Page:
Turning to FIG. 7, an example of data transfer management according to a preferred embodiment of the present invention is shown. FIG. 7 provides an exemplary computer system 700 that includes queue management software (or a “driver”) 708, which receives data transfer requests and queues such requests in descriptor queue 710 for “enhanced” DMA 706. As shown, a client (e.g., “client B”) has requested a data transfer. CPU 714 communicated such request to queue management software 708, which queued the request 712 for client B in descriptor queue 710. Request 712 comprises a descriptor, such as (source=1000, length=50, destination=300), for example. Thus, in the example of FIG. 7, request 712 desires 50 bytes of data to be moved from the source address 1000 to the destination address 300, just as was described in the example of prior art data transfer management shown in FIG. 5. When enhanced DMA 706 is available to service this request, queue management software 708 provides the descriptor from request 712 to enhanced DMA 706. Enhanced DMA 706 then performs the move of the indicated block of data from the source memory location 702 to the destination memory location 704. More specifically, enhanced DMA 706 moves the 50 byte block of data from source address 1000 to the destination address 300.

As in the example of FIG. 5, in this example, both source memory location 702 and destination memory location 704 are implemented as circular data queues. Accordingly, a “context” or record (which may also be referred to as a directory) is maintained for such circular queues 702 and 704 indicating the head and tail of such queues. For example, queue management record 702 R is maintained for source memory location 702, which indicates the address of the head of data queue 702, as well as the address of the tail of data queue 702. Likewise, queue management record 704 R is maintained for destination memory location 704, which indicates the address of the head of data queue 704, as well as the address of the tail of data queue 704. As shown in FIG. 7, in a preferred embodiment, enhanced DMA 706 updates the records (or contexts) of the source and destination data queues (i.e., records 702 R and 704 R). For example, once the 50 bytes of data are moved from source data queue 702 to destination data queue 704, enhanced DMA 706 updates records 702 R and 704 R. More specifically, enhanced DMA 706 updates source record 702 R to properly indicate the new head of data queue 702 (e.g., as being address 1050, rather than address 1000). Similarly, enhanced DMA 706 updates destination record 704 R to properly indicate the new tail of data queue 704 (e.g., as being address 350, rather than address 300). Thus, unlike prior art management schemes, driver 708 is not required to remember a requested transaction and update the data queue records upon completion of a data transfer by the DMA. Instead, in a preferred embodiment, enhanced DMA 706 allows driver 708 to schedule a data transfer and completely “forget” the scheduled job's context. After the scheduled data transfer is complete, driver 708 may immediately schedule a new data transfer, rather than first being required to update the data queue contexts.

Having enhanced DMA 706 update data queue records 702 R and 704 R to reflect the data transfer greatly improves the efficiency of the data transfer management. For example, initial calculations indicate that having enhanced DMA 706 update the data queue records, rather than having driver 708 remember the requested data transfer and update such data queue records upon completion of the data transfer, increases the efficiency of the data transfer management by approximately ten to twenty percent. That is, the entire data transfer operation, including the update of data queue records as needed, may be completed much faster than in prior art schemes (e.g., with a ten to twenty percent decrease in time required for completion).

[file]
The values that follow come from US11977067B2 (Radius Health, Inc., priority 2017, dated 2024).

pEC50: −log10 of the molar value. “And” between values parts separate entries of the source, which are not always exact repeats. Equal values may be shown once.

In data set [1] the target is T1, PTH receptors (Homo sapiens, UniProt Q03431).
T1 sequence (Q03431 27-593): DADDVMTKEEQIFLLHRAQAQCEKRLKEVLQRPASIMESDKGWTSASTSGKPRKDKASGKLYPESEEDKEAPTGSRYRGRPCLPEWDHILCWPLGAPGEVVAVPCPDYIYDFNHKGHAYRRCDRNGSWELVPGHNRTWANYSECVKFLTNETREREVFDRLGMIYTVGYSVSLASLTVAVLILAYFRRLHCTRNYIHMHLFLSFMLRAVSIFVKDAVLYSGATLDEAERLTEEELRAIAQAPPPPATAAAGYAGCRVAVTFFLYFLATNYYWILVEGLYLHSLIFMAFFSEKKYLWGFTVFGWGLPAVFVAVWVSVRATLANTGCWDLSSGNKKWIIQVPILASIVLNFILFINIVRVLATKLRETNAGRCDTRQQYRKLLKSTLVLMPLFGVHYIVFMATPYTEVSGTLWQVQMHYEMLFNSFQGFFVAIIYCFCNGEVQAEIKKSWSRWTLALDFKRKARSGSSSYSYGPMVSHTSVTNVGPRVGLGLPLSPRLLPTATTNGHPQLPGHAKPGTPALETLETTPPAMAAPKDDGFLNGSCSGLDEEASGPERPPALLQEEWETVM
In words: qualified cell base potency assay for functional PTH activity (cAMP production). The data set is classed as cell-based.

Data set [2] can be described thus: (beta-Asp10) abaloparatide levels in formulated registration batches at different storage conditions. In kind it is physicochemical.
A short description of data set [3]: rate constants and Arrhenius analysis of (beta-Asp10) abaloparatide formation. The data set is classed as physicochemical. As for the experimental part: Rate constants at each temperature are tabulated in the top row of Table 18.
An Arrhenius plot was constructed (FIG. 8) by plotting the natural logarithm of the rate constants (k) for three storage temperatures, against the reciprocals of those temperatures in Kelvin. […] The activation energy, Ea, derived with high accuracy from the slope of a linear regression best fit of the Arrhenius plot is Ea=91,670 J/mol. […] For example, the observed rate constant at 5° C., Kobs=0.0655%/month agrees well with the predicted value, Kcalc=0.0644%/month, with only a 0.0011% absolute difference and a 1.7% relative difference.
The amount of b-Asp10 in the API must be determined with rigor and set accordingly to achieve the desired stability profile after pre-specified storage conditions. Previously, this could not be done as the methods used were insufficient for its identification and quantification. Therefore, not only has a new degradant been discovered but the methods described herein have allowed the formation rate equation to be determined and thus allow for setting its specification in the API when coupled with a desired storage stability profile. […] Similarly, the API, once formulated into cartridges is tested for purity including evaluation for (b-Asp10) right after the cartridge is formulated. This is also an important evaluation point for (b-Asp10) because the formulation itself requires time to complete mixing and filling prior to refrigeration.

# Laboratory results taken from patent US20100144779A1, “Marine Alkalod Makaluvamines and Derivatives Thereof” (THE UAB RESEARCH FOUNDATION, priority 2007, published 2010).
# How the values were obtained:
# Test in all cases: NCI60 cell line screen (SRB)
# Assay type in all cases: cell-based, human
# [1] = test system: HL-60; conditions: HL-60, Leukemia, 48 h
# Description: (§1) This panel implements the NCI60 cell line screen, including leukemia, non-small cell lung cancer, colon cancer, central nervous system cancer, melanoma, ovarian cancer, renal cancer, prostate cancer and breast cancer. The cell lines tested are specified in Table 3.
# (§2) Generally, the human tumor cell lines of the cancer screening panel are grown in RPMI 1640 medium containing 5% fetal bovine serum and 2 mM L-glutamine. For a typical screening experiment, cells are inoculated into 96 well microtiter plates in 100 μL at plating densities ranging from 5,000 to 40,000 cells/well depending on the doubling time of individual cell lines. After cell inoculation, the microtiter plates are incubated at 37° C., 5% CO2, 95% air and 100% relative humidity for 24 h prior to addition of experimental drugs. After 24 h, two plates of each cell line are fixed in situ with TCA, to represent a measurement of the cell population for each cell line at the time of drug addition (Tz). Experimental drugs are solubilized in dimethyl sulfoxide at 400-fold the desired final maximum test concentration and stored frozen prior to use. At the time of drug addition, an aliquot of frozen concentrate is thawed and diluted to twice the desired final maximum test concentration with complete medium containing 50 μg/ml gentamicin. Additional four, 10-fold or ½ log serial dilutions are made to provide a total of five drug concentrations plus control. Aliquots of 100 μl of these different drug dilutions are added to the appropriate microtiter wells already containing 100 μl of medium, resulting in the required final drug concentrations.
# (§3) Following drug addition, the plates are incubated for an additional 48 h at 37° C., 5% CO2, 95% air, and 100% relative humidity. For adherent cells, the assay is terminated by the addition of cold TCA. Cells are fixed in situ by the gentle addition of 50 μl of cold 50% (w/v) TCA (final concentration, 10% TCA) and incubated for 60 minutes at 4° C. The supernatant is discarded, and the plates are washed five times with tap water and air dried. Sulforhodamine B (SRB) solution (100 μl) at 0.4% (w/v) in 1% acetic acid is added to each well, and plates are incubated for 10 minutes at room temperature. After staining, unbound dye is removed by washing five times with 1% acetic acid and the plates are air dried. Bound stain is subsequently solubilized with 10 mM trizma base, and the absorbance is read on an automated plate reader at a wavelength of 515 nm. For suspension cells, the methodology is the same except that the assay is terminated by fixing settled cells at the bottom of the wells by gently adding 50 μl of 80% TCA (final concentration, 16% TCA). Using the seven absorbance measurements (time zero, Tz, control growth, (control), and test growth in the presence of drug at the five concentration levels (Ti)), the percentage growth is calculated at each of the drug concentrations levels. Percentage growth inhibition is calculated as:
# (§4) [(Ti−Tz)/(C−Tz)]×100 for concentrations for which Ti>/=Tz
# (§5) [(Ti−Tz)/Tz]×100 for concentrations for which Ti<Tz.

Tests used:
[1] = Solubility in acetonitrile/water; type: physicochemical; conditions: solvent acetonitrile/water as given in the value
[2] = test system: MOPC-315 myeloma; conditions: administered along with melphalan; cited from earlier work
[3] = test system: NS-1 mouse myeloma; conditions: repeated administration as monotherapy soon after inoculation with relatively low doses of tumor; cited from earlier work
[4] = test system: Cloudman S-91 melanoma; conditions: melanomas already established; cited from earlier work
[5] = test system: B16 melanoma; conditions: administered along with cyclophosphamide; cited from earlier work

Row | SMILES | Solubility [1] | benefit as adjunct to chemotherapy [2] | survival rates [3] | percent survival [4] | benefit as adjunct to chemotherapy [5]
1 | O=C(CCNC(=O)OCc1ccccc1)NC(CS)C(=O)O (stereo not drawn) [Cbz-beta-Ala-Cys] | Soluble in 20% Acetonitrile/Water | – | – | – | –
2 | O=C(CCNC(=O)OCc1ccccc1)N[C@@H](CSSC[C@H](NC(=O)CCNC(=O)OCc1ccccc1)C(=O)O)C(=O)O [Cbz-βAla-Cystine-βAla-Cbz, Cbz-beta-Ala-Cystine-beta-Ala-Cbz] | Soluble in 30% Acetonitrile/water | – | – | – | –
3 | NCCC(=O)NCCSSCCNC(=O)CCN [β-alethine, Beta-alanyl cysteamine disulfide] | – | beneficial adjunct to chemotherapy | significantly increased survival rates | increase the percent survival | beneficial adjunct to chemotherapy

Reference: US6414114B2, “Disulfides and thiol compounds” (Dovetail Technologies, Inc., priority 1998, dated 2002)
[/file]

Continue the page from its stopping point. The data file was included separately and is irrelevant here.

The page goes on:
Turning to FIG. 8, a preferred embodiment of the present invention is shown in greater detail. FIG. 8 further illustrates the exemplary data transfer operation discussed above in FIG. 7. Thus, a client requests to have 50 bytes of data moved from source address 1000 (of source memory location 702) to destination address 300 (of destination memory location 704). In a preferred embodiment, driver 708 schedules the desired data transfer with enhanced DMA 706 by communicating request 802 to enhanced DMA 706. Preferably, request 802 includes one or more data transfer descriptor(s) 804, which indicates the data transfer operation to be performed. As with prior art DMA, data transfer descriptor 804 preferably indicates the source address from which data is to be moved (e.g., address 1000), the length of the data to be moved (e.g., 50 bytes), and the destination address to which the data is to be moved (e.g., 300). As also described above for prior art DMA, multiple data transfer descriptors may be “chained” together to fully describe the desired data transfer operation to be performed by enhanced DMA 706.

In a preferred embodiment, request 802 further includes one or more data queue record descriptors (which may be referred to as “record update descriptors”). In the example of FIG. 8, request 802 includes a “source record update descriptor” 806 and a “destination record update descriptor” 808. Such record update descriptors indicate the address of the data queue's record to be updated and the value with which such address is to be updated in order to reflect the data transfer operation identified by data transfer descriptor 804. For instance, in the example of FIG. 8, source record 702 R includes a “head” value (or pointer) at address 7000 and “tail” value (or pointer) at address 7001. As described above, the value of the head pointer indicates the address of the head (or start) of the data contained in source data queue 702, and the value of the tail pointer indicates the address of the tail (or end) of the data contained in source data queue 702. Similarly, destination record 704 R includes a “head” value (or pointer) at address 10,000 and “tail” value (or pointer) at address 10,001. As described above, the value of the head pointer indicates the address of the head (or start) of the data contained in destination data queue 704, and the value of the tail pointer indicates the address of the tail (or end) of the data contained in destination data queue 704.